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Olympic Inclusion:

Roller Sports Gets Mixed Review in Olympic Sports Report

Report Cites Low Worldwide Distribution; Lack of Coordination With "TV-Friendly" Teen Skating

By Robert "Just the Factoids" Burnson

The Olympic Programme Commission gave roller sports a mixed review in its report of the 28 current and five prospective sports for the 2012 Summer Games.

The report, released today by the International Olympic Committee, cites roller sports' relatively low worldwide reach, small media draw and small revenues.

It also notes that "teenage skating activities" -- by which it means aggressive skating or skateboarding -- "are outside the control of" roller sports' governing body.

Another Sports Also Get Dinged

But while the report notes the sports' shortcomings, it also points out problems with the other four Olympic contenders: golf, karate, rugby and squash.

It notes that some of the best golfers in the world might choose to skip the Olympics. Why? Because the Olympics would interfere with their lucrative PGA tour.

The report seems relatively kind to karate. But it notes that "a very low number" of countries broadcast the last karate world championships.

As for rugby (IOC president Jacques Rogge's favorite), the report points out that it is -- at this point -- a men's-only sport, which runs contrary to the Olympic ideal of inclusion.

Squash is another sport that the report seems to favor. But it notes that very few countries participated in the sport's last continental championships, particularly in Africa, American and Asia.

It also noted that few members of the media sought accreditation to cover the last two squash world championships.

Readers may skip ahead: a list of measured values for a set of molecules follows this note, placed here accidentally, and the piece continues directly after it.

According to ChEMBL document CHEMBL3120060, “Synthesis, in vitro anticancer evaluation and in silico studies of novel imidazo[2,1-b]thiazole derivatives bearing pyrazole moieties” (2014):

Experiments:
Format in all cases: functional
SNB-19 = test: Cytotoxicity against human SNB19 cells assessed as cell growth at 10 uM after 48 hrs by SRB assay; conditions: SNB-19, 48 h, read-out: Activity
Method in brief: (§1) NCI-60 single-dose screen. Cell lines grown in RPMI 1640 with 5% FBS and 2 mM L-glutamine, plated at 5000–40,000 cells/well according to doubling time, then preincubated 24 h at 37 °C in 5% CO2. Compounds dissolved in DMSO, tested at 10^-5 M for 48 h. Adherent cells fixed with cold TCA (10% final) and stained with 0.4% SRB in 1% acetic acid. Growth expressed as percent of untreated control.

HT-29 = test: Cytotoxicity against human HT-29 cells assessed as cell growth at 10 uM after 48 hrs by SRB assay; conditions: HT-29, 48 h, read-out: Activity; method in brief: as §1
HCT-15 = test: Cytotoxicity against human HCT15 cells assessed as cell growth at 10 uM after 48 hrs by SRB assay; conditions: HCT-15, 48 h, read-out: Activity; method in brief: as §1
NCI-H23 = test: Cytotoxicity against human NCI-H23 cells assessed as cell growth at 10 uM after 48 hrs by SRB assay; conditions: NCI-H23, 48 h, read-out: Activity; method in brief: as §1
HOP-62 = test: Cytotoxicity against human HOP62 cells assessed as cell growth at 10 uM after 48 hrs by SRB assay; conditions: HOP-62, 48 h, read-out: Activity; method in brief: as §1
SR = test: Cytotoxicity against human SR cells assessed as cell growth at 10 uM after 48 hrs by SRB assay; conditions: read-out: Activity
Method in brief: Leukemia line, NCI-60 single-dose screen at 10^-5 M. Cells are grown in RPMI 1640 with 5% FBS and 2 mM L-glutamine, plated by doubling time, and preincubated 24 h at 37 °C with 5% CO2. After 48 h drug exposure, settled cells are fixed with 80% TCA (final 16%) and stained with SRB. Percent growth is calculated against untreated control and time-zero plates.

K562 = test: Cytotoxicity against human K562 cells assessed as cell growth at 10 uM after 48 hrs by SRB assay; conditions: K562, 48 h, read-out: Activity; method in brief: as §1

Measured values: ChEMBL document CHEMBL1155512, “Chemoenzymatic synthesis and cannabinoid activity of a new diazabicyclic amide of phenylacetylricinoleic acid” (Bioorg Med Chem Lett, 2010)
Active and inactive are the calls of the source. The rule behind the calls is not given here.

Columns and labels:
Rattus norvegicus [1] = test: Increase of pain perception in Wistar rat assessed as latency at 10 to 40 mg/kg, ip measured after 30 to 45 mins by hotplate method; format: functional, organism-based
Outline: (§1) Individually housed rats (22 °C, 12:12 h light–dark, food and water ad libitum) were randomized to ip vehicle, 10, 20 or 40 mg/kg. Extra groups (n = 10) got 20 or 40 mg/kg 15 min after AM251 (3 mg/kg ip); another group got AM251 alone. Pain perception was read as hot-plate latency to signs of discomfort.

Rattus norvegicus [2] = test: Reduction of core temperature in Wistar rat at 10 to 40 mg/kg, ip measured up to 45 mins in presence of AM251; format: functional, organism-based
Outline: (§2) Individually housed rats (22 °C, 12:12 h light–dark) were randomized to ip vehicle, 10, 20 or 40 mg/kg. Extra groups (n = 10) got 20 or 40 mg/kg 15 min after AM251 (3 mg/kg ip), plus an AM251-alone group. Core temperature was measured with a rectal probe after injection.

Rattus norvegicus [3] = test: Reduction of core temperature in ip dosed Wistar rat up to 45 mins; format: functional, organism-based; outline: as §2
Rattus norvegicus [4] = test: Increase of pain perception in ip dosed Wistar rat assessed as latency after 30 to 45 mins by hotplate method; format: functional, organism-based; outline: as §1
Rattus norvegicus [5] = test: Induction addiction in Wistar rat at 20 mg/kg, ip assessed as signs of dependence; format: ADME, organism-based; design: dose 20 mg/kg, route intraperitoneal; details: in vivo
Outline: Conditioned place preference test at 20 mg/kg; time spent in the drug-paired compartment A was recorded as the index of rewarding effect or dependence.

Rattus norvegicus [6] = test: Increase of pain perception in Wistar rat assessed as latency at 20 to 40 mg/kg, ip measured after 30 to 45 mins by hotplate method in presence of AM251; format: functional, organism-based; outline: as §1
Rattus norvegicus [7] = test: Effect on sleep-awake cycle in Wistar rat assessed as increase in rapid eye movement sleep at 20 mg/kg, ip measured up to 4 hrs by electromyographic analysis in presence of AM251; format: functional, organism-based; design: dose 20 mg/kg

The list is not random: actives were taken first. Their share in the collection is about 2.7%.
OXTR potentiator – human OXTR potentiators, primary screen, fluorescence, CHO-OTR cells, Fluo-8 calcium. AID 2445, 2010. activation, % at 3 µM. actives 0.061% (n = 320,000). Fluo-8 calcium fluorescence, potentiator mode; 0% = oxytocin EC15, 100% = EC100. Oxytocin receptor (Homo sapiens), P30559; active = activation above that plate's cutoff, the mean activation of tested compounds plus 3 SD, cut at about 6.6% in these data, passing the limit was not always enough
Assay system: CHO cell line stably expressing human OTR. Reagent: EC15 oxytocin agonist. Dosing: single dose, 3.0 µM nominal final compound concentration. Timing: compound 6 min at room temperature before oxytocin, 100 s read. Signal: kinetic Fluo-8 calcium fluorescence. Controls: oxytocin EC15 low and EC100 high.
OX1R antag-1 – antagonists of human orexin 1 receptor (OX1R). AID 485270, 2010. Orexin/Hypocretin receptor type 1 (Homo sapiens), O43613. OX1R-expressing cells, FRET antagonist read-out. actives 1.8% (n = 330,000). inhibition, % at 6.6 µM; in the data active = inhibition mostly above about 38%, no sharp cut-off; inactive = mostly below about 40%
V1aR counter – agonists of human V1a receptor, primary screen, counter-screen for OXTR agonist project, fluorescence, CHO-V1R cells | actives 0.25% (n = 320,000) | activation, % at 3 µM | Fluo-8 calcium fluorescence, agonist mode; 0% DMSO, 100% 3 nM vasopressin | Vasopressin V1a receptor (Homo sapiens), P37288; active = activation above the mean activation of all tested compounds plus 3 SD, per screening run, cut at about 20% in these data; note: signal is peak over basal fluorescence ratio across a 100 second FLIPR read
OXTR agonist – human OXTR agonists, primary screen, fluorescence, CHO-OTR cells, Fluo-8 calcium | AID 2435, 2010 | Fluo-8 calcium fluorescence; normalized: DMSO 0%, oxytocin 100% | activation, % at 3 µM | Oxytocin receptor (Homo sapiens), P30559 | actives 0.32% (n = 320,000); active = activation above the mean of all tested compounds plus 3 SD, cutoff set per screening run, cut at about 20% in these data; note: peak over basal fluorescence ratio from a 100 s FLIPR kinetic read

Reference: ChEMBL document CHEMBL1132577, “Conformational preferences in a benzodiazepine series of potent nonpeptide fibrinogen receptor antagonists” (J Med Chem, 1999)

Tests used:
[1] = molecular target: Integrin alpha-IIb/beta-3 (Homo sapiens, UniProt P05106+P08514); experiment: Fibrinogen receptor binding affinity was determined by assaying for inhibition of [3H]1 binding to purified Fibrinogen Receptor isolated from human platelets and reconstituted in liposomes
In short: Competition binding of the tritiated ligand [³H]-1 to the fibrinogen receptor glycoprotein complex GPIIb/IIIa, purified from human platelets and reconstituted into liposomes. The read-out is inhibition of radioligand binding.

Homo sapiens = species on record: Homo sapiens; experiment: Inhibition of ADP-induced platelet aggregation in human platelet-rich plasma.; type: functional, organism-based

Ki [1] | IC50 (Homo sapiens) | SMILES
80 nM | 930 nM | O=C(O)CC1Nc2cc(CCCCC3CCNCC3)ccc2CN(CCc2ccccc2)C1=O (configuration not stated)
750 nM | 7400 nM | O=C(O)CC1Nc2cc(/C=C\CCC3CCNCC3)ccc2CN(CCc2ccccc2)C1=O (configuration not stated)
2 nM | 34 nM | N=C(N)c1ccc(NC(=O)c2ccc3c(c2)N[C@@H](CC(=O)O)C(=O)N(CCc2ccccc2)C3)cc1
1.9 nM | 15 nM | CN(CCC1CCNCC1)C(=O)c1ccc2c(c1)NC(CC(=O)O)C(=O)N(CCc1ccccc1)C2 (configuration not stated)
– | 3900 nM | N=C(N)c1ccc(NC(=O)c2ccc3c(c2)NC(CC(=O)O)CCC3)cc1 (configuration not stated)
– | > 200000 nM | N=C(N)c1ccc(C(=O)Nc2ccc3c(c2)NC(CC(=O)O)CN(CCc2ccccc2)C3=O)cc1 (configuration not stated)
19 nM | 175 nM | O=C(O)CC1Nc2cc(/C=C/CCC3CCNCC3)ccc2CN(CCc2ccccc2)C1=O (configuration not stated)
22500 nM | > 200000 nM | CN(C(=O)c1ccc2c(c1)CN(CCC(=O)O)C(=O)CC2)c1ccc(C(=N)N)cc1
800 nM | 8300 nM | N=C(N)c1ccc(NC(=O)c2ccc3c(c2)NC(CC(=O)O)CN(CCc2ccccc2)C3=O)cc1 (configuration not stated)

The Criteria ...

The Olympic Programme Commission reviewed each of the 28 current and five prospective summer sports on the basis of popularity, universality, image, added expense and other criteria.

Its 265-page report draws no final conclusions about which sports, if any, should be added or removed from the Games. Instead, it evaluates each sport (for the most part empirically) based on the criteria.

The report has already been sent to the members of the International Olympic Committee.

The IOC will vote by secret ballot on July 8th in Singapore on whether to add or remove any sports from the Games.

If one or more is cut, an equal number of new ones could be added.

Roller Whacked?

To say that roller sports did not fare well in the report is probably true, although debatable.

On the plus side, the report notes that adding inline speed skating to the Summer Games wouldn't cost much. Under the proposal, the event would last only three days, involve 72 athletes and require no new facilities.

The eight events would be held either on the velodrome used for cycling or on an existing road or parking lot.


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